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Healthy No Mayo Coleslaw

~ This Healthy No Mayo Coleslaw recipe is the perfect middle ground between creamy, deli-style coleslaws and tangy vinegar slaws. It features a lightened-up Greek yogurt coleslaw dressing that needs just a few simple ingredients. Even better? It only takes about 5 minutes to toss together! (Originally published as Greek Yogurt Coleslaw on June 19, 2014) ~

This Recipe Is:     Ready in 30 Minutes or Less    Make Ahead    Vegetarian    Gluten Free  

overhead of a serving bowl of coleslaw sitting on a green-striped towel

It’s no secret that I love healthy salads, with lightened-up, homemade salad dressings.

And definitely no secret that I love Greek yogurt.

So you know this was inevitable: a No Mayo Coleslaw recipe that successfully subs Greek yogurt, in place of mayonnaise or those bottled slaw dressings filled with questionable ingredients.

Quick and Easy … Even Without the Mayo!

Think it’s hard to make your own coleslaw, though, without relying on the bottled coleslaw dressing or mayo? Nope, nope, nope. Think again!

We’re talkin’ 5 minutes of prep time and only a few, very simple ingredients, most of which are probably already in your pantry! (Now that’s easy!)

Just take a peek at our video tutorial to see how easy this coleslaw is to make.

Video Tutorial

 


Looks so easy, so simple and delicious, right? (Hint: it’s ALL of that!)

A Perfect Blend of Coleslaw Styles

This version is the perfect middle ground between German-style, tangy, vinegary slaw and creamy, deli-style coleslaw (you know – the kind that’s pretty much just a big blob of mayo with a few shreds of cabbage swimming in it).

Our version is perfectly creamy, sweet, tangy and vinegary … all at once!

closeup of the completed recipe in serving bowl, being scooped by wooden servers

And with both protein-rich Greek yogurt and superhero cabbage (with all its antioxidant nutrition) – this slaw is delicious, yet also incredibly nutritious. Just the way I like it!

But still, it took quite a bit of tinkering to perfectly balance the ingredients so that this doesn’t taste like Greek yogurt coleslaw, but instead like … well … like just-really-good coleslaw! The secret’s in the dressing.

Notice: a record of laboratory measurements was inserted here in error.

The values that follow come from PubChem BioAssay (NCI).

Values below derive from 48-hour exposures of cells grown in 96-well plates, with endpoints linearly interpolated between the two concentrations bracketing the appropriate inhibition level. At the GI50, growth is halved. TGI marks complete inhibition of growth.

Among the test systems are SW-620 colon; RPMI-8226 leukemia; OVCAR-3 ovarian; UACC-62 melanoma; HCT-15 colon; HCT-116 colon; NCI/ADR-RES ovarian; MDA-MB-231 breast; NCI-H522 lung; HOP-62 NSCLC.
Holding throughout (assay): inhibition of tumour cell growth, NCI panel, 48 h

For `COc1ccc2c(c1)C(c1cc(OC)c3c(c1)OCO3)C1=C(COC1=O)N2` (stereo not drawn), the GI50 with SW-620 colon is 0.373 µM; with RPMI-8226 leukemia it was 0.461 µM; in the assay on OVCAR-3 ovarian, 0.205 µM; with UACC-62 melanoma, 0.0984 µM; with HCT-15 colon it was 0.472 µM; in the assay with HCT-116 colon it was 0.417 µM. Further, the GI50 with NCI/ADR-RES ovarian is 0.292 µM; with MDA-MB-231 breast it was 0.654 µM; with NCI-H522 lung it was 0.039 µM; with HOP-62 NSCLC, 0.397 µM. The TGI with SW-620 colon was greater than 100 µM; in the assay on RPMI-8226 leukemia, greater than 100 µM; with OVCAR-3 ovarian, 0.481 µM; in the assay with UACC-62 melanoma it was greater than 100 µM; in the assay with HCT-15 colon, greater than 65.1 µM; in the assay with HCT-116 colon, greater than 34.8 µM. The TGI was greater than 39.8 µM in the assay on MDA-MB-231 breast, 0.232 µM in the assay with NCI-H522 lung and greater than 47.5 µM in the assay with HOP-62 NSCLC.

A Lighter, Healthy Coleslaw Dressing

My goal in creating this coleslaw dressing was to find a healthier, homemade alternative to processed, bottled dressings. And, like I mentioned earlier, I wanted a sweet-tart flavor profile. Not exactly deli-style, but not a true vinegar-based version either.

small glass bowl of coleslaw dressing with a whisk in it, sitting on a green-striped towel with a bowl of the cabbage waiting in the background

This recipe accomplishes all those things!

Nonfat Greek yogurt handily replaces mayo (or Marzetti’s slaw dressing) with a creamy base that slashes both naughty fats and the calories those fats bring along with them. (Why, hello, swimsuit season!) The vinegar gives it a truly coleslaw vibe, and the sugar keeps the tart Greek yogurt and vinegar from being too … well … too tart.

It’s like a little balancing act!

One note I wanted to mention about the sugar: In the six years since we first published this recipe (back in 2014), we’ve gotten a few questions from readers who wanted to know if they could replace the sugar we call for, with something else.

My family doesn’t typically use sugar substitutes (we just moderate the overall sugar in our diet – but that’s a story for another day). But, a number of readers through the years have suggested various sugar substitutes they’ve successfully used. I can’t personally vouch for any of them, but you can peek through the suggestions in our comments at the end of the post if you’re interested in giving that a try. Take our recipe idea and run with it … and make it your healthy coleslaw recipe, just the way you like it!

Picking Your Cabbage

Of course, you can definitely shred your own cabbage from your garden or the farm market. That would be fabulous, for sure!

overhead photo of a glass mixing bowl with shredded cabbage in it, with a smaller bowl of the dressing nearby, waiting to be poured over top

But, to save time, I often just grab the pre-shredded, bagged stuff. 

As you can see in our photos, my family especially likes to use the coleslaw blends that have some carrots and purple cabbage mixed in. Not only does that offer a little diversity in the veggie nutrition we’re getting, but it’s also just a lot prettier!

Serving Ideas For Our No Mayo Coleslaw

This quick, easy coleslaw is fantastic alongside grilled meats. And it fits perfectly into any picnic buffet, potluck party, or summertime backyard BBQ menu.

But you know what we really love to do with it?

What we really designed this coleslaw to be was the topping for sandwiches. Really!